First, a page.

Three students from Bradford District High School recently took the top spots in the Simcoe County Historical Association’s (SCHA) Andrew Hunter Award for excellence in essay writing on a topic in Canadian history.
All three winners wrote essays about Quebec’s Quiet Revolution of the 1960s. Abiishan Nanthakumar won first place, Katie Jung won second place and Clare McCormick placed third.
Nanthakumar found his experience of researching and writing his essay made him appreciate living in Bradford at this point in history. Quebec’s cultural change made him feel blessed for how culturally diverse Bradford already is, with people coming from various backgrounds.
“Although the impacts of the Quiet Revolution in Quebec deepened my connection and understanding of the country, it mostly deepened my connection to my community,” he said. “One of the major changes during the Quiet Revolution was when the Catholic Church lost complete control over the province, everyone started to have their own beliefs, which caused the province to become more culturally diverse, similar to how Bradford is today.”
He went on to say, “Many community events take place in Bradford for community members to gather and spend time together. Some examples of events that take place in Bradford include Carrot Fest, Pumpkin Fest, Santa Claus Parade, etc. Also, many cultural events, such as Eid and Diwali, are being celebrated and recognized.”
SCHA coordinator John Merritt praised the students for taking an interest in history.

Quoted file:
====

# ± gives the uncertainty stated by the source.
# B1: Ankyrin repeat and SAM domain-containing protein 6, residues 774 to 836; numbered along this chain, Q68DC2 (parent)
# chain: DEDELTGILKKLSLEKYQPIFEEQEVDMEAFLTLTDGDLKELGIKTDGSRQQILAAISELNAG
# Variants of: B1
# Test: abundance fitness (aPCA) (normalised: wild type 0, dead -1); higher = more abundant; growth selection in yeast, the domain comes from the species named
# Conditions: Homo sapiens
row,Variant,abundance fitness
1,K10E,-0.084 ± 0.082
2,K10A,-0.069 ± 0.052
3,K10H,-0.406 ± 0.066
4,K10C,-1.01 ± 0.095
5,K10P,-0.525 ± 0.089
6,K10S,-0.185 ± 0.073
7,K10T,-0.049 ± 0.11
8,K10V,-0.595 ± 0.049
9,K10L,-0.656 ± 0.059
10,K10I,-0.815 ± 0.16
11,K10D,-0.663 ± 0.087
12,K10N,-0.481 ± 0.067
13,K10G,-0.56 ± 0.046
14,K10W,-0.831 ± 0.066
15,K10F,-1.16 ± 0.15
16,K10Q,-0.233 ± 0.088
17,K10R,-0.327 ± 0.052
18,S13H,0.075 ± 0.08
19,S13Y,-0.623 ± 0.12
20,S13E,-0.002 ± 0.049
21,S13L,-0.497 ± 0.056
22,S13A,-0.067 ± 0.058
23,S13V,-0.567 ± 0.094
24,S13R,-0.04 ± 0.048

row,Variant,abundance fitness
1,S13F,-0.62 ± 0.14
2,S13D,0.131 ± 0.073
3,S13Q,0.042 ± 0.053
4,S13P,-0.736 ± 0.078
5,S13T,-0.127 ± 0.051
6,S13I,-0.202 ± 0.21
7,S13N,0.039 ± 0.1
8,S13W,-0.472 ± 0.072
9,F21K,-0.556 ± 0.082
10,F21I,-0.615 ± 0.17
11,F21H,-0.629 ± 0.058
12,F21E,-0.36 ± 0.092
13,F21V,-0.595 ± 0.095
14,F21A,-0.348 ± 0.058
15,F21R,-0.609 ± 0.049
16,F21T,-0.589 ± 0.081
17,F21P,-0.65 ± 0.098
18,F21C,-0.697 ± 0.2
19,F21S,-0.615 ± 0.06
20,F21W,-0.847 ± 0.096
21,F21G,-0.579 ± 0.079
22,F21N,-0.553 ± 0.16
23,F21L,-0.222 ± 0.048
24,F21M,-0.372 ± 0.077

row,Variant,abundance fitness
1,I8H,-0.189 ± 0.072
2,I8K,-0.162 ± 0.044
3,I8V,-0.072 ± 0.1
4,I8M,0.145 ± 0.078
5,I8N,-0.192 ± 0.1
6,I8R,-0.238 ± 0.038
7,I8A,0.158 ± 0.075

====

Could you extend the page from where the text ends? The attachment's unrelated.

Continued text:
“It’s important for young people to engage with and learn about history because it’s an important part of understanding the world around you — why things are the way they are,” he said. “Understanding the histories of the societies and communities we live in helps make us informed and engaged members of those communities.”
Echoing Merritt's sentiment, Nanthakumar said, “Even though the Quiet Revolution occurred in Quebec, it deepened my feeling of connection and understanding because it allowed me to learn more about those who have contributed towards a positive change. It also made me think about what I can do to positively shape the future since everyone has the potential to make a difference.”
In writing about the Quiet Revolution, Nanthakumar learned about the economic advancements made by Hydro-Quebec.
“It made me think of how Bradford can also start making some economic changes to use more clean and sustainable energy,” he said. “Even though Bradford isn’t as large as Quebec, we can be mindful of how we use energy and learn the importance of energy conservation and sustainability.”
McCormick said entering the contest was a way of challenging herself to write her best work. Her interest in history was ignited by her teacher, Mr. Devine, and researching for her essay deepened her understanding of Canadian history.
“I learned so much about Quebec, somewhere I previously knew very little about. I gained lots of knowledge on past government policies and political controversies,” she said. “I now feel like I understand a lot more about the country I live in and how it got to the way it works today.”
Each winner received a cash prize as well as a copy of The History of Simcoe County, written by Hunter, the award’s namesake. Hunter was an early historian of Simcoe County and a co-founder of the SCHA. His book was one of the earliest local histories to be published in Ontario.
The SCHA will be accepting nominations for the next award recipient throughout the current academic year. Interested teachers can contact the SCHA for more information at [email protected].
Rosaleen Egan is a freelance journalist, storyteller, and playwright. She blogs on her website, rosiewrites.com.